To an archaeologist, an artifact without provenience, that is, a verifiable source and context, is just a trinket, and once money is involved, nothing is verifiable. It may be ancient, or it may be new. It may be from an early phase on an ancient site or it may have been dropped by a traveler last week, last month or last century. No one really knows but the finder, and depending on your location, a few dollars can incite some people to say anything they think a buyer would like to hear.
Therefore, without provenience, an artifact cannot be proven to be important in relation to any particular site or archaeological project. In fact, it can be almost impossible to prove anything about such an artifact. Your word or your word about your grandfather's claims are only a story without some hard documentation. Even a photograph of the item in the ground is easy to fake.
But an item without provenience can still be interesting, worthy of some study, and eagerly sought by looters, casual diggers, wealthy collectors and the occasional government agency.
Looters and casual diggers generally think they have the right to destroy archaeological sites to obtain these items, buying collectors tend to think they have the right to own these items based on their monetary status, and governments tend to think they always owned these items and still do. Archaeologists generally attempt to discourage any commerce in artifacts because they understand that those who participate in the trade encourage the destruction of archaeological sites.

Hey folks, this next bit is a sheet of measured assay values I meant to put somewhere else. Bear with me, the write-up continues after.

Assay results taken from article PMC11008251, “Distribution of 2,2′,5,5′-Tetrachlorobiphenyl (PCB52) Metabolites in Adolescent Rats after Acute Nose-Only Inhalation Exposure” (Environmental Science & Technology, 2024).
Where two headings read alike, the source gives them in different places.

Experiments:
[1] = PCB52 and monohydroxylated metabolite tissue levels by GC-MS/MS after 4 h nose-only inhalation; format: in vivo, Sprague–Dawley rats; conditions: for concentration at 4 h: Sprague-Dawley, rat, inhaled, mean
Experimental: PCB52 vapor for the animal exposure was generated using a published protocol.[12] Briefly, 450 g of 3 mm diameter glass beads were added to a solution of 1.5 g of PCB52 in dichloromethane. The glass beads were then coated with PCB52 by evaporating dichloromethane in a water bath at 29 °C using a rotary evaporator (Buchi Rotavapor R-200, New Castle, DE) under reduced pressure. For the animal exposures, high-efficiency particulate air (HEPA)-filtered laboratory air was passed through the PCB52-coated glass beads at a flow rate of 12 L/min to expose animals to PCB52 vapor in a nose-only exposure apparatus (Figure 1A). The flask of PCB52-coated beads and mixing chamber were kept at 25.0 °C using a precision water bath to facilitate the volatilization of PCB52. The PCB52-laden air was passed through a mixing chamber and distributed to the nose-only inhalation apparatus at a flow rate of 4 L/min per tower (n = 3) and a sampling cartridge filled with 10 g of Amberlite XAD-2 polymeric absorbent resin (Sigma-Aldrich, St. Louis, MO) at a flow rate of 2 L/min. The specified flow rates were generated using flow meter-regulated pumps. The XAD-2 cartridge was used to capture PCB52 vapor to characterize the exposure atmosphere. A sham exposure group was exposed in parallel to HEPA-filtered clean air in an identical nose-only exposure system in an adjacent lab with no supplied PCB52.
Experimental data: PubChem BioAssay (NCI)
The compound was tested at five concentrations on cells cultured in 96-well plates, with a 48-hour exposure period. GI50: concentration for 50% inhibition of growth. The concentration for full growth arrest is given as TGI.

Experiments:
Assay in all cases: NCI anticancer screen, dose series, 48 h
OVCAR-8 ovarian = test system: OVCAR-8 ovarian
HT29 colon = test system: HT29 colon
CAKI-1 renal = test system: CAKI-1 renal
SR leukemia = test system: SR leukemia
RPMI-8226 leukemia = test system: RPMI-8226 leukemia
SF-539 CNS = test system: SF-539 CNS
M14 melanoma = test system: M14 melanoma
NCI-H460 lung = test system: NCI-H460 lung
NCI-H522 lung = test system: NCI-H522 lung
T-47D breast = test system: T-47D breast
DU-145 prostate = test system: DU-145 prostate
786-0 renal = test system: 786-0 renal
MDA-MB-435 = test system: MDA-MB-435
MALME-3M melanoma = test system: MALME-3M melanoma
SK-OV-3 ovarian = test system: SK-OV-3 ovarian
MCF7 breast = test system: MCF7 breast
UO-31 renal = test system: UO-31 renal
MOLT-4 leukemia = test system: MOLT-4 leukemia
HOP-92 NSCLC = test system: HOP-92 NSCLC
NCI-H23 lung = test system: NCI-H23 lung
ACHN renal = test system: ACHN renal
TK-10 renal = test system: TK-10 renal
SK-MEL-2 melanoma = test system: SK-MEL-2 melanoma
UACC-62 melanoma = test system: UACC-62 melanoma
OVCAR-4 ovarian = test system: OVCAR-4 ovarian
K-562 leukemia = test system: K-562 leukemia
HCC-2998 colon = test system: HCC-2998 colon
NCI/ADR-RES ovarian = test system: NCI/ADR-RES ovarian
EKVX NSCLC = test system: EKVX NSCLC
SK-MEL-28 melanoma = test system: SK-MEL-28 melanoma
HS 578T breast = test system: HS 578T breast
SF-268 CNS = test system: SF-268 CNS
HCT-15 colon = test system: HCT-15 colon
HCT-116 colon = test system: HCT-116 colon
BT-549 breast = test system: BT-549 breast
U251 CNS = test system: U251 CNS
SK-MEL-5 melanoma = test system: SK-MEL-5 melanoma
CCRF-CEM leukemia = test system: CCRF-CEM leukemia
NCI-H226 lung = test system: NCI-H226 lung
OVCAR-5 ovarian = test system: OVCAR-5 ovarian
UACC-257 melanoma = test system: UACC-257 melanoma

From our perspective, the archaeologist understands the situation best, and the governments probably own most of the items that they choose to say they own. The collector is probably a nice guy who just wishes to profit from fun acquisitions, even though they are very often from questionable sources.
Unfortunately, the market in middle ranged antiquities is rank with fakes whose value does not justify exhaustive tests to prove authenticity, but which can be bought and sold for a profit . It is very important for the prospective investor to realize that a colorful story is the easiest part of a fake to manufacture, as it requires no special skills. This has probably been the case since the invention of the spoken word, and it will probably continue to be the case even after capital punishment is imposed for the sale of artifacts.
The bottom line is, " let the buyer beware ". If you think an item is aesthetically pleasing and worth the price, you can feel safe about a purchase. There are no better gauges of value.
It is very important to understand that it is largely the presence of fakes in the market that makes artifact values as low as they are. Without the lingering question of authenticity, artifacts would be as eagerly sought after as rare coins and values would be sky high, encouraging the plundering of sites that archaeologists rightly fear. It is bad enough already.
Trade in the trinkets of history and prehistory is thriving as it satisfies a basic human desire for something interesting and unique. It is certainly no less legitimate than the sale of tobacco, fattening junk foods, or airbrushed photos of nude beauties, and in some circles it is far more respectable than these higher-paying accepted vices.
At Native Way, we don't take sides in the fakes vs artifacts controversy. What we can promise is a good value for your dollar in fine replicas, collectibles and decorator items. We would actually like to think of ourselves as agents in the travel industry...........time travel.